But I love Israel, and sharing that love has always been so important to me, so when my friend came back to me a few months later and told me that Stanford University was looking for an Israel Fellow at the last minute, I decided to apply. A month and a half later, I was settling into California life.
For me, Judaism is warmth. It is the warmth of a mazel tov on a happy occasion. It is the warmth of far too much food at every social gathering. It is the warmth of traveling away from home to college and having a constant, reliable base in the campus Hillel. And it is the warmth of hearing “welcome home” the moment you step foot in Israel.
While I may be wearing a surgical mask while interacting with my community, the smile underneath has never faded.
Over past two years, I’ve learned what it feels like to leave your home and everything in it at the spur of the moment, not knowing when you will come back – something my immigrant parents went through in their own childhoods.
When our student community sees themselves represented in leadership roles, they feel more safe, secure, and seen on campus.
The idea that two students from very different communities decided to run together and share the highest position in the student body raised many eyebrows on campus. Students were very skeptical it would work out, and I got comments daily questioning my decision
Bridge to Literacy renews my faith in the promise of a community founded on empathy-driven leadership and dynamic, one-on-one mentorship.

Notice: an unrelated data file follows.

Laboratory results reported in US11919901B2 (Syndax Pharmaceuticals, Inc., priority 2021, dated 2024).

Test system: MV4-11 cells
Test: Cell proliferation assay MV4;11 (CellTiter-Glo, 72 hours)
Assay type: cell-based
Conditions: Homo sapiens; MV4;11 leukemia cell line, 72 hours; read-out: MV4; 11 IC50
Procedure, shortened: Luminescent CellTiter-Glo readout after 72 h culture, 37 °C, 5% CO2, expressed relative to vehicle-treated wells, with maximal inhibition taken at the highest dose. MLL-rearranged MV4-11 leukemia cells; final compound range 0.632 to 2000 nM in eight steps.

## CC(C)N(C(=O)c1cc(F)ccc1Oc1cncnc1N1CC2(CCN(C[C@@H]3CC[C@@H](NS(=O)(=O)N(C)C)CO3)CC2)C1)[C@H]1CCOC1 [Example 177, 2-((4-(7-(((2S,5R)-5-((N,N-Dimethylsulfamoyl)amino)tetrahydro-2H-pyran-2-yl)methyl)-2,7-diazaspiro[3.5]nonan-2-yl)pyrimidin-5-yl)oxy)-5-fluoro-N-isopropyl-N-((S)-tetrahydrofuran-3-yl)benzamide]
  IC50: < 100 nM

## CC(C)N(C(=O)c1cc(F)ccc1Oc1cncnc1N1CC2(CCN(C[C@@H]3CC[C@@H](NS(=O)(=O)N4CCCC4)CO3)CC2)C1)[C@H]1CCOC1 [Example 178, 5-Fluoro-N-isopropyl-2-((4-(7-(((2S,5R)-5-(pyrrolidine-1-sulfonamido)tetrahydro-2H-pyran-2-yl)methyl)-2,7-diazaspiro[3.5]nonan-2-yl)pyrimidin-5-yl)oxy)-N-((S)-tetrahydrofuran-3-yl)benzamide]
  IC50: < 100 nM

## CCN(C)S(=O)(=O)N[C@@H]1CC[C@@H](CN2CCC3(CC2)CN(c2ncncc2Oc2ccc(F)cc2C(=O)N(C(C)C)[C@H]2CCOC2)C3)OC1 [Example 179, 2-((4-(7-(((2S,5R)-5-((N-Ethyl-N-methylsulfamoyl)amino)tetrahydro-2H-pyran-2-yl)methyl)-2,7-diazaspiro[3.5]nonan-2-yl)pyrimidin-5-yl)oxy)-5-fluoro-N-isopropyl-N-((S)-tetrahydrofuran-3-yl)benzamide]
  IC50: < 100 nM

Out of context, grammar practice doesn’t sound like the most invigorating activity, but as mentor, co-founder, and co-executive director of Bridge to Literacy for the last two years, I have worked to unite 150+ mentors and students across six continents and 17 countries around their zeal for language and cultural connections.
I’m majoring in bioengineering. But I’m also in an academic program that combines Engineering, Business and Computer Science. It focuses a lot on the design and development of different products and that’s truly what I am interested in pursuing. So when I heard about the Tikkun Olam Makers (TOM) Fellowship, I thought: Wow, this truly aligns with my passions.
We thought, ‘What if we created an app to figure out what essentials people need in different communities?’ In 2018, my dad and I created the GoDonate app. Through GoDonate, we’re able to bring people together to donate the bare necessities, like medical supplies, clothes, and food.
I’ve wanted to be on ‘Jeopardy!’ since I was a little kid. My parents were like, ‘You seem to know a lot of these answers, so you should try out. I did well enough on the test to get an audition for the ‘Jeopardy! National College Championship.’ And then from there, it was like a dream coming true.
Family recipes, passed down from generation to generation, bring me closer to my Persian roots.
Growing up, I thought my Jewish and Japanese identities conflicted. When I was in a Jewish setting, there never seemed to be any Japanese people, and when I was in a Japanese setting, there never seemed to be any Jewish people. I felt in-between worlds. Then, I learned about the power of intersectionality.